Last week, Philadelphia Judge M. Teresa Sarmina granted a stay in the execution of Terrance ‘Terry’ Williams, after finding that prosecutors in his 1986 trial hid evidence of the abuse Williams allegedly endured at the hands of the church deacon he murdered. The AP reports that Sarmina also vacated the sentence and granted Williams a new sentencing hearing. Philadelphia’s district attorney has appealed the stay with the state Supreme Court, which must decide by midnight Wednesday whether to execute Williams.
Williams’ defense team argues that the prosecution is only appealing the stay of execution, not the death sentence being thrown out entirely. Following the judge’s decision to throw out the sentence, said the public defenders, the state cannot execute Williams unless he’s re-sentenced to death.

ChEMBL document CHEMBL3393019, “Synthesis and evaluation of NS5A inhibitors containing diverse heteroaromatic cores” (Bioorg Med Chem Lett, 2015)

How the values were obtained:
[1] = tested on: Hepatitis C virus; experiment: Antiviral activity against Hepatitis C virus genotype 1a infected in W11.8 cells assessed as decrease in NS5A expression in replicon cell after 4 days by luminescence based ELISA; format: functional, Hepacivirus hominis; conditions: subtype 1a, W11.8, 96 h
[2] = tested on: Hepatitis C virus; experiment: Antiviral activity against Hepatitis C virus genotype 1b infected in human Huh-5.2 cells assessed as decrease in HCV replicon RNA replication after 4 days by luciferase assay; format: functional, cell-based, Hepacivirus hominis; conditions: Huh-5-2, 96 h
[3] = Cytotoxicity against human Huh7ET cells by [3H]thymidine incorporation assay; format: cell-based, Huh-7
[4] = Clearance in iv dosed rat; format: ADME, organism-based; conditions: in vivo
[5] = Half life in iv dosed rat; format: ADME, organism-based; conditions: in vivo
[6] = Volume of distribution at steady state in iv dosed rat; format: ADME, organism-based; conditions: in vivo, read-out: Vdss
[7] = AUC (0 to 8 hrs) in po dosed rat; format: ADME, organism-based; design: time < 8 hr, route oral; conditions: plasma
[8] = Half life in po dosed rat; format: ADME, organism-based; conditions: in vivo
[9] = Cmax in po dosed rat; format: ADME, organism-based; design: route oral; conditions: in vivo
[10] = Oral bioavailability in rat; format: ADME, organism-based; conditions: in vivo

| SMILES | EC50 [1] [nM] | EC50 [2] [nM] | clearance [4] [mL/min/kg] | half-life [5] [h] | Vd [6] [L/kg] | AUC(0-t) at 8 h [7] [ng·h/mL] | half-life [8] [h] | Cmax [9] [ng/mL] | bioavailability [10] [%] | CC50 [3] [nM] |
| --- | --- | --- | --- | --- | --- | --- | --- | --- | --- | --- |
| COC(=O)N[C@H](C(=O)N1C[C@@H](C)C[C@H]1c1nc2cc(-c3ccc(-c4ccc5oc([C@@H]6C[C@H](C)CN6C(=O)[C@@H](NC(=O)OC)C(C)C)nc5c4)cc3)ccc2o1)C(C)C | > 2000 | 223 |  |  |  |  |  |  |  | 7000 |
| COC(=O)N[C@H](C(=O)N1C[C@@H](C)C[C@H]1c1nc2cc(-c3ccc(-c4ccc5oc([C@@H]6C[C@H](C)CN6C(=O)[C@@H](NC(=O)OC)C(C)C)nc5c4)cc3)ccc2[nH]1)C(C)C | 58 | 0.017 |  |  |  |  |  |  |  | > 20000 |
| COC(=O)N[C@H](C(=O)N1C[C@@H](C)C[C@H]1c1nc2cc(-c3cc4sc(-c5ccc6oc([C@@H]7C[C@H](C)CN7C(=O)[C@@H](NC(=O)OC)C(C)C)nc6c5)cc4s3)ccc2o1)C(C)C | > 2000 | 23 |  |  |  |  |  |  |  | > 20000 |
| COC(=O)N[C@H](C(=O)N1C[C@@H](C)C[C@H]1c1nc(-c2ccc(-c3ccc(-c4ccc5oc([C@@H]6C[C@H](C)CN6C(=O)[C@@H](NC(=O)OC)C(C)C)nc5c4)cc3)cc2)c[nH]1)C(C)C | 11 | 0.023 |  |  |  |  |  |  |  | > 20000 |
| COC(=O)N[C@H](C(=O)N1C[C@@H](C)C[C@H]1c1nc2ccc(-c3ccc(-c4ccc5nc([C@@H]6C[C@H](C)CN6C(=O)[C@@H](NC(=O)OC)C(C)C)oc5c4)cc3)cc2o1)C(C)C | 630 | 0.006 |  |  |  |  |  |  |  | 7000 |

If the state Supreme Court reverses the stay and prepares to execute Williams via lethal injection, his team of public defenders is prepared to file an eleventh-hour plea to the U.S. Supreme Court.
If Williams is executed, he will be the first person to be put to death by the state of Pennsylvania since 1999.
Williams has been on death row since 1986, when he was convicted for beating a 56-year-old man to death with a tire iron. His victim, Amos Norwood, was also his alleged abuser. According to defense lawyer Victor J. Abreu, Williams suffered more than a decade of sexual abuse at the hands of Norwood and other men, including Herbert Hamilton, for whose murder Williams received a life sentence.